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Monthly Archives: November 2017

  • Bare root plants available!

    Plants for hedges are supplied bare root from November to March when they are dormant. This is an economical way to plant new deciduous hedges. Our plants are well rooted, strong plants you may see cheaper on the web but would find it hard to get better quality.

    Our Hedge Packs of 25 plants are ideal for small quantities (one pack is sufficient for 5 metres planted in a double staggered row) or are ideal for gapping up an existing hedge. Available in a 60-80cm size comprising 12 Hawthorn, 4 Field Maple, 3 Hazel, 3 Spindle and 3 Blackthorn.

    Hedge packs are now available in the nursery at the larger size 90-120cm comprising 13 Hawthorn, 4 Field Maple, 4 Hazel and 4 Hornbeam.

    For larger quantities our classic Country Hedge mix is available with 50% hawthorn and a combination of other species supplied in bundles of 25 plants.

    Single species such as beech and hornbeam make attractive garden hedges . A variety of sizes are available, the largest usually used for hedging is 125-150cm. Evergreen plants are supplied at small sizes such as Yew 30-40cm and Box 20-30cm - well branched sturdy plants.

    Need advice? Follow the links above and telephone or visit to discuss your requirements.

  • Bare root plants for Hedges

    We have listened to our customers most frequent questions about planting bare root plants for hedges and compiled our recommendations for you:

    How many will I need?

    New mixed hedges are usually planted at a spacing of 5 plants per metre (approximately 4 plants per yard). This allows for 2 rows with plants staggered – see diagram below:

    ----X------X------X------X------X------X------X------X------X----
    X------X------X------X------X------X------X------X------X------X

    Double row – typically 30cm (12”) between the rows with plants spaced at 40cm (16”) along each row.

    Will they need protection?

    Bare root hedge plants are vulnerable to rabbit and deer damage, particularly in rural areas. For protection from rabbits, spiral guards should be used with canes to support them. Alternatively, the entire hedge can be fenced off with chicken wire, with the base of the wire firmly buried in the soil. Deer fencing generally needs to be 1.8m high, see our website for planting accessories or ask for advice.

    How should I store them after purchase?

    You should be able to keep the plants in the bags they were supplied in for up to 10 days as long as they are frost free and the roots are kept moist but not sitting in water. Beyond 10 days “heel-in” the plants by digging a hole or small trench, removing the plants from the bags keeping them in their bundles, spread the roots out and cover the roots with soil, then firm gently.

    Care when planting

    At the planting site check the roots are not dry – if necessary dip them in a bucket of water (do not soak). To prevent the roots from drying out in the wind, leave the plants in the bag, taking them out only as you plant them, alternatively cover the roots with damp sacking. We highly recommend you dip plants in Mycorrhizae gel at this stage, or granules for small quantities – see our separate guide on How to use Rootgrow in our downloadable advice section. Fertilisers, such as bonemeal, can be mixed in with the soil around the plant roots and, depending on the soil type, a 50/50 soil/compost mixture can be used to avoid large air spaces around the roots.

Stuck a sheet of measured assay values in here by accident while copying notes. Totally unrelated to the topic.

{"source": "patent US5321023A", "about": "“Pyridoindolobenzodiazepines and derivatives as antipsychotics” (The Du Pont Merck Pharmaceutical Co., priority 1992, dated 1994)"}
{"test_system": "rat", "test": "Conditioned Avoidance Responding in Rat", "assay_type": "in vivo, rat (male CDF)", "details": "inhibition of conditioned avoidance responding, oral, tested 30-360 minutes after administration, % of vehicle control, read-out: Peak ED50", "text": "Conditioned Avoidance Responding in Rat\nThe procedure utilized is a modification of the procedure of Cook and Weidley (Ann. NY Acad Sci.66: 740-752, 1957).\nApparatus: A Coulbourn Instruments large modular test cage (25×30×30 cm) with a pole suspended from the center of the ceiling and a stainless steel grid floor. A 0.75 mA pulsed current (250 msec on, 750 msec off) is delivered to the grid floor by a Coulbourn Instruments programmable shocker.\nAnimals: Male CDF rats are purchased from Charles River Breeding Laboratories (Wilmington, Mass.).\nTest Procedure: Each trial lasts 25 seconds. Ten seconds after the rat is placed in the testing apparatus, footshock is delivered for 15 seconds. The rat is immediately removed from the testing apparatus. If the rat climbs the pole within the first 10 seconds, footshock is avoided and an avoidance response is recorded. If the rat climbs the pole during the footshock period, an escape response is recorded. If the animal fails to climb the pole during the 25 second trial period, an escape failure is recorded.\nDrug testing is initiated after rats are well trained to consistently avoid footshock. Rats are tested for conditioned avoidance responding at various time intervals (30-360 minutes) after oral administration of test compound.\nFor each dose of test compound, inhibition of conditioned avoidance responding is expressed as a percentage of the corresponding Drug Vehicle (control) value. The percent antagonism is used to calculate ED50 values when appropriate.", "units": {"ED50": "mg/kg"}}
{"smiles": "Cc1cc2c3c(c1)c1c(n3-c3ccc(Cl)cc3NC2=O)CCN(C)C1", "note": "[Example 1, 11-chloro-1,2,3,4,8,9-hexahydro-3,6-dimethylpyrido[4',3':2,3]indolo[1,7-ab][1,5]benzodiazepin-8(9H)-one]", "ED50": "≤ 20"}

Care after planting

    Weeds compete for water, nutrients and light so plant into soil free from perennial weeds (including grass) and keep them weed free in the first two years. Mulch mat rolls such as woven polypropylene and bark can be used as a weed suppressant. Water during the first spring and summer if logistically possible.

    Bad Weather?

    Don’t plant into waterlogged or frozen soil - wait until conditions improve. See our blogs in Cold weather Planting and Storage for more information.

  • Plants for autumn berries

    Autumn brings an array of foliage colours and also an abundance of berries including Pyracantha, Cotoneaster, the beauty berry Callicarpa Profusion and of course Ilex, or holly.

    A reliable holly for bright red berries - Ilex J C Van Tol is looking stunning at the moment.  It is one of the most reliable female fruiting forms, with glossy dark green, almost spineless leaves.

    It is tolerant of clay, some shade and can be used for hedging and topiary. It has an open habit and forms a small tree - a not so prickly holly!

    Holly J C Van Tol Ilex acquifolium J C Van Tol

     

  • See us at FutureScape

    If you are are going to FutureScape today look us up on stand 153 -

    "The UK's number 1 landscaping trade event. Don't miss your chance to network with the biggest names in landscaping, garden design, the grounds maintenance market and more."

    And well done to Jess for setting up the stand yesterday !

    English Woodlands English Woodlands

     

  • Rootballed Hedge plants in stock!

    High quality rootballed hedge plants are available from November to March.

    Field grown and pruned so they make bushy plants, we have two evergreen species that make great clipped hedges.

    Yew and Thuja Rootballed hedge plants

     

    Taxus - yew - a traditional hedge plant ideal on lighter soils; for topiary and as a background to herbaceous borders.

    Thuja - western red cedar - ideal for heavier soils than Yew can tolerate, can be clipped hard and regrows well.

     

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